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She added that Banner is also facing "other winter pathogens" including influenza, and a respiratory virus known as RSV.

In perhaps the sharpest criticism of the current situation, Dr. Nicole King, an anesthesiologist based San Diego's University of Cincinnati Medical Center argued that health care workers are facing a "mass casualty event." 

Comparing the current situation to mass casualty drill on a warship, King wrote that health care workers are triaging care, and "the sickest patients are not the first in line for care. They are deemed expectant and left to die." 

"And those who are deemed the walking wounded (like many who are showing up in the ER for a COVID test) would be moved to the side and dealt with when time allowed," she wrote. "Anyone who thinks this sounds immoral or outrageous is not paying attention. We are there." 

"We are currently delaying chemotherapy for children because pediatric hospitals are full," she said. "We have been forced into a mass casualty scenario by the very people who love to talk about their love of the military and service. Somehow I feel that these same people have forgotten that the military is about the collective over self and the perpetuation of the greater good."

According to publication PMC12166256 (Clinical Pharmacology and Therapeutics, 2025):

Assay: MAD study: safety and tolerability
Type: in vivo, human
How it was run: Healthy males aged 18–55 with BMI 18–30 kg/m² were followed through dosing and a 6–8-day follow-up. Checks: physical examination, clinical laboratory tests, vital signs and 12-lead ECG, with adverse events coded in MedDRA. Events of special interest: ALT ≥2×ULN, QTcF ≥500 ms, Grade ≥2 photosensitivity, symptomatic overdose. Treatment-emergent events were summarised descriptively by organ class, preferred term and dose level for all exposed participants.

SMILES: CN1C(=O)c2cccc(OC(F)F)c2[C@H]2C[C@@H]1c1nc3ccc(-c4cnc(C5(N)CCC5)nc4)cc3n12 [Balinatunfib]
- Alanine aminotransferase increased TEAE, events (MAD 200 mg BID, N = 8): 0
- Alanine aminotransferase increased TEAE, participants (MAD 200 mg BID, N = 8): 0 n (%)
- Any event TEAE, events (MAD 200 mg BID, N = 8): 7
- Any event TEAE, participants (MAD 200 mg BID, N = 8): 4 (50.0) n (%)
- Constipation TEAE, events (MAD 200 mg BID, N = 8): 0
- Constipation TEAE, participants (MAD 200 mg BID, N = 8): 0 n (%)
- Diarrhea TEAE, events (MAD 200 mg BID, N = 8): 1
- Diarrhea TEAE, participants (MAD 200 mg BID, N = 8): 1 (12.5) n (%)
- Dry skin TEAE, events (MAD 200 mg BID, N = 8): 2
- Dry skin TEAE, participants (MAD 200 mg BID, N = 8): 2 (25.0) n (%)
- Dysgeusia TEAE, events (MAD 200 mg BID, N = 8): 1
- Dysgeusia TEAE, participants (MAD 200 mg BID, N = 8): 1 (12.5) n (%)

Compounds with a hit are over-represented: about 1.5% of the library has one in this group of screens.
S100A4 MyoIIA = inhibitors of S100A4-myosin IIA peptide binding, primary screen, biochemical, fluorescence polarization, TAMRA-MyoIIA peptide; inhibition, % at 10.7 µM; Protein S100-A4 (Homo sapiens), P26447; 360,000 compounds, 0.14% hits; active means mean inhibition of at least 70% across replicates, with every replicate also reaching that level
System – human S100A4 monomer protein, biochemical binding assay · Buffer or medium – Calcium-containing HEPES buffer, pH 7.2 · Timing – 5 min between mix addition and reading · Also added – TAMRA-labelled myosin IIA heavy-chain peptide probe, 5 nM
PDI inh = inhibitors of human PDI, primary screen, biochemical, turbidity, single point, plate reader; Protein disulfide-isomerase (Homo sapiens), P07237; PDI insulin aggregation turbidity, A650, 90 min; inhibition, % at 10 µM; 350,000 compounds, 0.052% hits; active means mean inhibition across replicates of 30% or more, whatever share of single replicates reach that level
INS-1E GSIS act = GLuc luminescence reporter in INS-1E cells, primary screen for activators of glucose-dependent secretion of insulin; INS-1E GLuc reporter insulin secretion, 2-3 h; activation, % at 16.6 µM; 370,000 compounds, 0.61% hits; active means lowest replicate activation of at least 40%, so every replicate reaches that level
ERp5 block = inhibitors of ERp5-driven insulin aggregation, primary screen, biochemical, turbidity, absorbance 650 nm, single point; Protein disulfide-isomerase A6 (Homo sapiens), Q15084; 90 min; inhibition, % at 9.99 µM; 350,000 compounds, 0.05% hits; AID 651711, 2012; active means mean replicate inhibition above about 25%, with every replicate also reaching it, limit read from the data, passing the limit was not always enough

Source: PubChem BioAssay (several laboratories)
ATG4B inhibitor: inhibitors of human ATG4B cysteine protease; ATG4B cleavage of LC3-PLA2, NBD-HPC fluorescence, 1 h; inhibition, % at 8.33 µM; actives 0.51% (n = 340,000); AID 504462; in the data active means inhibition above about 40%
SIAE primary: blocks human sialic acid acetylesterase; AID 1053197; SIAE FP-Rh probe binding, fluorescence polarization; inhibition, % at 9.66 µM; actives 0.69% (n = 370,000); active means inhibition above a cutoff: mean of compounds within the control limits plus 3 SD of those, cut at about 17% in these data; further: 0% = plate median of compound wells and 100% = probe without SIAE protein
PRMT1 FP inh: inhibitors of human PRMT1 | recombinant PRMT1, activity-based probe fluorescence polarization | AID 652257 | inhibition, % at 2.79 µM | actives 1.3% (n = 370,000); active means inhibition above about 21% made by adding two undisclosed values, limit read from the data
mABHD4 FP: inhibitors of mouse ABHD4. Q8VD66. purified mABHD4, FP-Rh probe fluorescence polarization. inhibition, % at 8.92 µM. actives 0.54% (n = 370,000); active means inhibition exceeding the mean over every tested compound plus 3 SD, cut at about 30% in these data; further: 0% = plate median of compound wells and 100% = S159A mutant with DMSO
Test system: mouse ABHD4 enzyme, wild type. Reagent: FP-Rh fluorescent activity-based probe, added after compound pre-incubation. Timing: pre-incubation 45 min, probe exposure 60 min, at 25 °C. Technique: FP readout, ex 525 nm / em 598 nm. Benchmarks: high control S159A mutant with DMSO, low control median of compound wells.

Vaccines still effective, but state falling behind

New studies have found that Pfizer's vaccine is still effective at preventing COVID-19 infections, and significantly reduces the severity of illness for those who get sick. While more people are suffering "breakthrough" infections, or getting sick even with their vaccine and booster, researchers found that they had fewer symptoms.

A study by the CDC published on Jan. 7 found that even those who had several risk factors for COVID were less likely to face severe complications from COVID-19 if they were fully vaccinated.

In the study which reviewed data from 465 hospitals and found that out of 1.2 million people who were fully-vaccinated from December 2020 to October 2021 just 2,246 developed COVID-19 symptoms. Of those, just 189 had "severe outcomes," including 36 people who died from COVID.

"Risk for severe outcomes was higher" among people over 65, or those who were immunosuppressed, or had "at least one of six other underlying conditions," the CDC said.

"All persons with severe outcomes had at least one of these risk factors, and 77.8% of those who died had four or more risk factors," the CDC said.

As Don Harrington, the interim director of ADHS wrote "it certainly isn’t pleasant to discuss breakthrough cases that result in severe outcomes. But this study, which involves patients seen at 465 U.S. healthcare facilities from December 2020 to October 2021, is yet another example of the protection offered by COVID-19 vaccines."